Auxiliary power

‘Cachalot’ was originally built as a yacht and didn’t have any auxiliary power until the 1930s. The engine, undamaged by the sinking, was restored and refitted.

The Certificate of British Registry refers to an auxiliary petrol internal combustion engine being fitted in 1934, described as ‘Stuart Turner, 2 cylinder, 6hp’. We assume this to be her first auxiliary engine, in use when she took part in Operation Dynamo, 1940. The 1963 Lloyds Register of Yachts lists a different engine: ‘2 cylinder, 8.5hp, Lister Blackstone 61’. This must have been installed either before or after her return to England from the Mediterranean. In 1990, the same year she took part in the ‘Return to Dunkirk’, ’Cachalot’ had a Yanmar 16hp diesel engine installed. This was the same engine she had when Steve and Glyn purchased her in 2005. It seemed to have survived the sinking, and the decision was made to recondition it rather than attempt to find an alternative that would fit.

In 2009, the OGA August Classics fleet were in the Tidemill. ‘Anything I can do to help?’ asked Trevor from ‘Gromit’ . . . ‘Well, I could do with getting that engine out!’ Steve replied. No sooner said than off Trevor went to get blocks from ‘Gromit’ to set up a pulley system and, after quite a bit of hauling and heaving, the engine was resting at the side of the tent. The following year Steve saw the engine as a ‘winter project’ back in Matlock Bath and with help from Pete and Paul, he managed to load it into the Bongo and drive it back to Derbyshire. The challenge was how to get it up to the house, and then, of course, where to put it, since it was much too heavy to take up to the top workshop. As usual, next-door neighbour Dave was keen to lend a hand, and after a lot of chin-scratching, tugging, heaving and heavy hauling the engine was carefully extracted from the Bongo onto a makeshift trolley and brought up the steps into the back yard. Next plan . . . build a ‘lean-to’ in the back yard to double up as a garden store and covered workshop!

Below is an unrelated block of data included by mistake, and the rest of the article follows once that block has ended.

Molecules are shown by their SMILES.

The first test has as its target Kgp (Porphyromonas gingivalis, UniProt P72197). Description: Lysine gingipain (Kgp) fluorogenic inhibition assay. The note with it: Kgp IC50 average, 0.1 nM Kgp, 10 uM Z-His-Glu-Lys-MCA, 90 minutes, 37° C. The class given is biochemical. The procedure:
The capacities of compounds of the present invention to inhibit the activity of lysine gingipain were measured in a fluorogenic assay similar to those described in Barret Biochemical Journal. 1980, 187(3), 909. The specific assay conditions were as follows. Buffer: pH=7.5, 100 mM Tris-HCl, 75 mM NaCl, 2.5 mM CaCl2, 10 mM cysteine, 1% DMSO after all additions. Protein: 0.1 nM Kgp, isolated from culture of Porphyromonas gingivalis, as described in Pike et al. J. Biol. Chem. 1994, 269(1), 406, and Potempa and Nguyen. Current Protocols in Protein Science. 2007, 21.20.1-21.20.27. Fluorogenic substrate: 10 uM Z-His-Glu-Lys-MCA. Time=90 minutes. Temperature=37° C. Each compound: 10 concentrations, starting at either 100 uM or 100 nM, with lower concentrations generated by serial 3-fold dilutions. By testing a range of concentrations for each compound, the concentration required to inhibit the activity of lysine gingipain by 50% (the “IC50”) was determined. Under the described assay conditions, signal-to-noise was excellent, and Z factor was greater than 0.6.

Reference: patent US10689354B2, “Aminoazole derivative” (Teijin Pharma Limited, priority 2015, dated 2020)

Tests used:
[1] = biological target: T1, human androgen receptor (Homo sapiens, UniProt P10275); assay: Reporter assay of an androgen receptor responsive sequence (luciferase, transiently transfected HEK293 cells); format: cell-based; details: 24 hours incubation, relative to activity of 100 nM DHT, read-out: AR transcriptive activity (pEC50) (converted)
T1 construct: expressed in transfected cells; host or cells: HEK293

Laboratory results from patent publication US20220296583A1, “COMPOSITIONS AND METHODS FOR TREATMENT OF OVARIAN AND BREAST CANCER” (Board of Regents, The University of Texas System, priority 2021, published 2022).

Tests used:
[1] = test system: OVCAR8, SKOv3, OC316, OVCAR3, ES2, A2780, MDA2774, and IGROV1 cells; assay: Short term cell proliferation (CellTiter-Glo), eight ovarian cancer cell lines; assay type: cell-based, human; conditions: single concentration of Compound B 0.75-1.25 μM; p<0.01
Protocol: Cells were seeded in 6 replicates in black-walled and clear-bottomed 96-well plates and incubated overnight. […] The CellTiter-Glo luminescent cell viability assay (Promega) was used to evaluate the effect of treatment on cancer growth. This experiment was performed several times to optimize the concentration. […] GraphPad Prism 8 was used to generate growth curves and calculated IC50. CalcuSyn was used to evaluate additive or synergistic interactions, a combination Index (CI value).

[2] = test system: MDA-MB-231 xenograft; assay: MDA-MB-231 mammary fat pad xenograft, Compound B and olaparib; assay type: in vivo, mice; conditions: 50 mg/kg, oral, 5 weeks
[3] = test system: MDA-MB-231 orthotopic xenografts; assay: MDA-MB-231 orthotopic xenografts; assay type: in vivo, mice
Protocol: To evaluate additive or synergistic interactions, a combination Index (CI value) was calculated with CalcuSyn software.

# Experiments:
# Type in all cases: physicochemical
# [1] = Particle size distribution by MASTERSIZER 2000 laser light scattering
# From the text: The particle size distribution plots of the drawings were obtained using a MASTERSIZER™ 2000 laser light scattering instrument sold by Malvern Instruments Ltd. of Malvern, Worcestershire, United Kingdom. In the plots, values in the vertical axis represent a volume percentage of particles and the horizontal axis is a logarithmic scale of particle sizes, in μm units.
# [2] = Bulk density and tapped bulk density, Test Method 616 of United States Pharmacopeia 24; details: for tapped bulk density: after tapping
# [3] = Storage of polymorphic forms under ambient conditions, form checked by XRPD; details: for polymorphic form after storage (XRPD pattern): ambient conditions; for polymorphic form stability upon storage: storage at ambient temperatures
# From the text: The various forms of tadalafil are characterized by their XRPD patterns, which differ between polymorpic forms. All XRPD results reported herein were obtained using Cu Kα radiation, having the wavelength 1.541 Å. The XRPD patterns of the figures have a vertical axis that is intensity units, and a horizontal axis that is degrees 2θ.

There were regular consultations with Jim, research on the internet, conversations with Yanmar dealers and French Marine in Ipswich. Work progressed well, with spare parts ordered and arriving promptly, the engine started to look really shiny again. With the finishing touches to the engine restoration completed in January 2012 . . . it runs like a dream, with thanks to Jim for encouragement and expert advice. Simon helped with moving the engine back down to the waiting Bongo for the return trip to Woodbridge in July 2014, and we enlisted the help of Tidemill staff and their new JCB, to lift it back into the hull, another major turning point in the project!

August 2018 found us out in the river to test the new sails, but as the engine fired up there was a lot of worrying noise! Following close inspection, it looked like the exhaust pipe was restricting the drive lever. There’s not much space so Steve decided to cut a notch in the metal frame the engine rests on. Like much of the boat, it’s over-engineered, so, with lots of sparks and noise he cuts it away making space for the pipes and good clearance for the drive lever. Experiments driving forward and back in the berth put our minds at rest it’s neither the engine itself, nor gearbox that is the problem.

Another problem with the engine, once it had been used a few times, was a leaky exhaust box. Following extensive research into how to replace the custom-made old exhaust box for the engine, and having failed to find any suitable replacement, or means of repairing it, Steve made a new one and testing resulted in a positive result so far (ie no leaks into the super-dry bilges).